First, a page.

BCC Organic Garden for Students, Faculty and Staff
Dr. Claudio Mazzatenta (Biology and Medical Lab Technology)
In Spring 2010, Dr. Claudio Mazzatenta worked with the Department of Physical Plant Services to select a piece of land that faced the new childcare building and the south side of Colston Hall’s lower level to create an organic garden. In addition to funding from the Presidential Grants, additional support was provided by ASAP (Accelerated Study in Associate Program) under the supervision of Dean David Taylor. In collaboration with Professor Charmaine Aleong (health, physical education and wellness) and Ms. Syd Williams (ASAP), the project took off in celebration of Earth Day. During the summer, several students tended the garden and a basket of vegetables was offered by late summer to President Williams. A club will be formed shortly to guarantee the continuation of this project.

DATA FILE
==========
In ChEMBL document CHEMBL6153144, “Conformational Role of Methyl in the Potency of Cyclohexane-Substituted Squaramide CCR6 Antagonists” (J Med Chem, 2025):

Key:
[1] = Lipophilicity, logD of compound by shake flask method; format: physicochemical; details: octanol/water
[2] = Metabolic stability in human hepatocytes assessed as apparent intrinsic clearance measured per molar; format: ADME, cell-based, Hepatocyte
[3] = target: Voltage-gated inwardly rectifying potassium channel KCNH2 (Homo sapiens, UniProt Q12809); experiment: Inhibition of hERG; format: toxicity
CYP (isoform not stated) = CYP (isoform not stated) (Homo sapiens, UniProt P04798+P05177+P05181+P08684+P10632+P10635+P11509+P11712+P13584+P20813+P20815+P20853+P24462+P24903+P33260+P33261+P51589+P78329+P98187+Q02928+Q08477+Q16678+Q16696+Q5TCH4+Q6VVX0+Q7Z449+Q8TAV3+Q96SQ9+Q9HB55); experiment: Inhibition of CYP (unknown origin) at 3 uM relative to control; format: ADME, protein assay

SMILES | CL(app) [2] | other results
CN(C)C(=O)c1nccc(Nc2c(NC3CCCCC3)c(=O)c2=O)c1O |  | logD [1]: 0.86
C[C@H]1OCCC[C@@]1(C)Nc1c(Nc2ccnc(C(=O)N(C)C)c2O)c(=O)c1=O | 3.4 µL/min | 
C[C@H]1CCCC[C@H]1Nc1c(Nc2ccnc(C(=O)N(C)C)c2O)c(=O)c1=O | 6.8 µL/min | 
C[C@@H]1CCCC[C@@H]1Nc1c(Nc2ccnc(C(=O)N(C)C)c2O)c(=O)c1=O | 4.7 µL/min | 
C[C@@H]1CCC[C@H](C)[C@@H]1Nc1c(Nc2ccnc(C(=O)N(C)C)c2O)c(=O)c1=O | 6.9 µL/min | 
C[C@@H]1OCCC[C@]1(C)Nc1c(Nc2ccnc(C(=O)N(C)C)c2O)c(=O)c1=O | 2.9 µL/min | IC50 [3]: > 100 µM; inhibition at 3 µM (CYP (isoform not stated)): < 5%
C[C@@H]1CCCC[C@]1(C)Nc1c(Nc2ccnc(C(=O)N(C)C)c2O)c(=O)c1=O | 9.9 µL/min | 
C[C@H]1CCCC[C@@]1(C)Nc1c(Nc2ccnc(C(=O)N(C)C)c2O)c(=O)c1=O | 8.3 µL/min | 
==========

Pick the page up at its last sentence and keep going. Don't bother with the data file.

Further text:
Evaluation of Tolerance and Phytoremediation Potential of American International Rice
Dr. Charles Maliti and Dr. Tahhan Jaradat (Department of Chemistry and Chemical Technology)
Content will be added later...
2009 Presidential Grant Activities
Language is the Medium, Culture is the Message: Globalizing the Foreign Language Curriculum at Bronx Community College
Dr. Laurel Cummins, Diana Flores, Dr. Giulia Guarnieri, Dr. Alexander Lamazares (Modern Language Department)